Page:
Protesters End Sit-In At University of Michigan, Meet With President
Mar. 21, 1987
ANN ARBOR, Mich. (AP) _ Students protesting low black enrollment and racial incidents at the University of Michigan ended an overnight sit-in Friday and met with university President Harold Shapiro to discuss their demands.
About 250 demonstrators, including both black and white students, had staged the sit-in at the administration building and blocked its entrances to employees at 7 a.m. But the protesters gave up later in the morning after workers entered through underground steam tunnels.
''The aim we set out to accomplish has been undermined. But they have not undermined our strength,'' said Barbara Ransby, a leader of the student group United Coalition Against Racism. ''This is only one battle. We intend to win the war.''
After leaving the administration building at about 9:45 a.m., about 50 demonstrators disrupted the Board of Regents meeting at a nearby building by occupying the regents' meeting room while they were in recess. The regents moved to another place and completed the meeting, said university spokesman Joseph Owsley.
Police have looked on during the demonstrations but made no arrests, Owsley said.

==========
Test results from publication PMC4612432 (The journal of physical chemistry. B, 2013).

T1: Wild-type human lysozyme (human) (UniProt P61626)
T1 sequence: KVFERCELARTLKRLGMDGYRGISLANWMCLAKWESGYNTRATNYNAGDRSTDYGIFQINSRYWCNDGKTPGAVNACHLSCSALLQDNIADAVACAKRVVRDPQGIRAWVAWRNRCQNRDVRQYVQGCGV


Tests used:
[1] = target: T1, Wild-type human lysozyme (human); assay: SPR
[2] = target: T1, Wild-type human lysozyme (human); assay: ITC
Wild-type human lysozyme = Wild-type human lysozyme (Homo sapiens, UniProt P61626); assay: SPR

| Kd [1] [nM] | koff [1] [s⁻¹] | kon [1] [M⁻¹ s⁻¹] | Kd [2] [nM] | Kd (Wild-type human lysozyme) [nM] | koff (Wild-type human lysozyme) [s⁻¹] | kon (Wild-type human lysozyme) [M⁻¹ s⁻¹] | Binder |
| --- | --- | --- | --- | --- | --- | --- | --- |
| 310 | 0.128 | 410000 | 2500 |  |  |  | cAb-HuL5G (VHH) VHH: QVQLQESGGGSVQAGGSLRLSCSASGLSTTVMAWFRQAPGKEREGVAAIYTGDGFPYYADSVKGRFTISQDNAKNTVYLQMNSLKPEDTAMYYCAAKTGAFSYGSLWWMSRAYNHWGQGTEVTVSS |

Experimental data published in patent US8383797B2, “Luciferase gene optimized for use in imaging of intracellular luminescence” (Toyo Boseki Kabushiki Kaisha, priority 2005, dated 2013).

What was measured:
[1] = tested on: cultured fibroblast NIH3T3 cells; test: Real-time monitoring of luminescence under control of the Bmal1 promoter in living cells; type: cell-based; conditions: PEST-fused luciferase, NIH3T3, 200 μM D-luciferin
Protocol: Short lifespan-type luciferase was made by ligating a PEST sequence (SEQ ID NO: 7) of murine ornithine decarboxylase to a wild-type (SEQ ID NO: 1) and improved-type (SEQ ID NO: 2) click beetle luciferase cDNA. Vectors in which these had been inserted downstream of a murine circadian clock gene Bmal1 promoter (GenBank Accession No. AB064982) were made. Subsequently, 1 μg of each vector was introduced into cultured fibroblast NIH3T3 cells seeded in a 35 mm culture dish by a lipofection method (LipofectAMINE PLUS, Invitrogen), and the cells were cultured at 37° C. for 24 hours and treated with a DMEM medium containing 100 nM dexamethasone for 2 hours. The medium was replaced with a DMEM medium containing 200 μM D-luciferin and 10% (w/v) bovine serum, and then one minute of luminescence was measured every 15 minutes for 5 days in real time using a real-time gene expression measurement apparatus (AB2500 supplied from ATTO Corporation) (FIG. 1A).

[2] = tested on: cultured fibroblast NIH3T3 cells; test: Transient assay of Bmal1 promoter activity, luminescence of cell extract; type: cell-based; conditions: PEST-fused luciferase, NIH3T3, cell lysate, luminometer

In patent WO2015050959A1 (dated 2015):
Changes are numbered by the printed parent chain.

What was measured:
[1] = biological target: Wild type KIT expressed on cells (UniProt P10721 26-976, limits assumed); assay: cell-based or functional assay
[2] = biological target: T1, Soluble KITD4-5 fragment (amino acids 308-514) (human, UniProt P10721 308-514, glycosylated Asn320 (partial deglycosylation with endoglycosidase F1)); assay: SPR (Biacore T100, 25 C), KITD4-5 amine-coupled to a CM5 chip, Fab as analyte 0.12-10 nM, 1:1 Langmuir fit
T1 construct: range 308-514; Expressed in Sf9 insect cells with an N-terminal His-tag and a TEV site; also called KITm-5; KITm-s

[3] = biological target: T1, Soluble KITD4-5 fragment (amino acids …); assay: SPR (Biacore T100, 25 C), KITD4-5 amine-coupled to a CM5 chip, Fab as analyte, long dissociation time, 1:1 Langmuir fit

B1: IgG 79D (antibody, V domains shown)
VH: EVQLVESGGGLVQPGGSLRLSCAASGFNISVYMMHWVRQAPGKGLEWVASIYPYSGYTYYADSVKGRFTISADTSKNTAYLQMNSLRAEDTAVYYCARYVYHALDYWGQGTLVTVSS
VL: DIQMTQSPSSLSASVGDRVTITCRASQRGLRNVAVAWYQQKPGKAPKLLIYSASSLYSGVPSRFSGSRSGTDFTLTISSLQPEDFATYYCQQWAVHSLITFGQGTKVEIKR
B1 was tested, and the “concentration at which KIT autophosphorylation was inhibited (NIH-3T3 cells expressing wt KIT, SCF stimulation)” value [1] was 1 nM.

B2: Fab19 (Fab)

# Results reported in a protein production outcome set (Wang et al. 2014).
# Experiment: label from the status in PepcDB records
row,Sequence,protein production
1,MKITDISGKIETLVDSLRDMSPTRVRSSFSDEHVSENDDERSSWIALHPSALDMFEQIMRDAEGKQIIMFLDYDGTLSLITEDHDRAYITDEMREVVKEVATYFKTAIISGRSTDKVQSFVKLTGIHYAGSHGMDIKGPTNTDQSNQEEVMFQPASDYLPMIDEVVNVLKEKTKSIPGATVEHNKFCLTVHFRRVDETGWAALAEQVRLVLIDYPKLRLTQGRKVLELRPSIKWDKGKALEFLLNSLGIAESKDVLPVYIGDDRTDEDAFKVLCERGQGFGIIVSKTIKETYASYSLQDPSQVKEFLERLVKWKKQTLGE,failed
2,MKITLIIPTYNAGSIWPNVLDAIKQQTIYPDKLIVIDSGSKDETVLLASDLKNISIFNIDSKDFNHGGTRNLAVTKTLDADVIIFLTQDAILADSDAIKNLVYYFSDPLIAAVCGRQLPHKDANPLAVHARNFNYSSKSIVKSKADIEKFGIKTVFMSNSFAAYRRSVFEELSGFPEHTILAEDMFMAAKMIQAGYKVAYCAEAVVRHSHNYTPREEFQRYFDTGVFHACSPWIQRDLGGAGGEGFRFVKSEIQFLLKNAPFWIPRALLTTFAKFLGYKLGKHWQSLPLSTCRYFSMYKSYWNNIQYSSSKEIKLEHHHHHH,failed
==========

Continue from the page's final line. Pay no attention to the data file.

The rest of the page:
The protesters later met with Shapiro, three of the regents, and a university vice president for 1 1/2 hours. Shapiro also scheduled a meeting for Monday with the Black Action Movement III, one of the groups that orchestrated the sit-in.
''We will do whatever we can to rid the campus of that, whether it's black, white or any other antagonisms between people here on campus,'' Shapiro said.
Ransby said after the sit-in that the coalition would discuss its strategy next week and soon take other actions that ''would really make the university hurt.''
''It is clear now who and what we are up against,'' she said. ''We are here to build a movement. We are going to get stronger and stronger.''
Among the protesters' demands were an increase in black enrollment, establishment of an office of minority affairs, a mandatory workshop on racism for incoming students, and a required course on bigotry.
The protests followed several racial incidents at the university, including the airing of anti-black jokes on a campus radio station and threats against black dormitory residents. The incidents triggered a state House hearing at the campus.
Thursday's sit-in came 17 years to the day after black students calling themselves the Black Action Movement began a strike that shut down the university. One of their demands, agreed to by the administration, called for 10 percent black enrollment.
That goal was never met. Black enrollment stood at 5.3 percent last fall, with overall minority enrollment at 12.7 percent.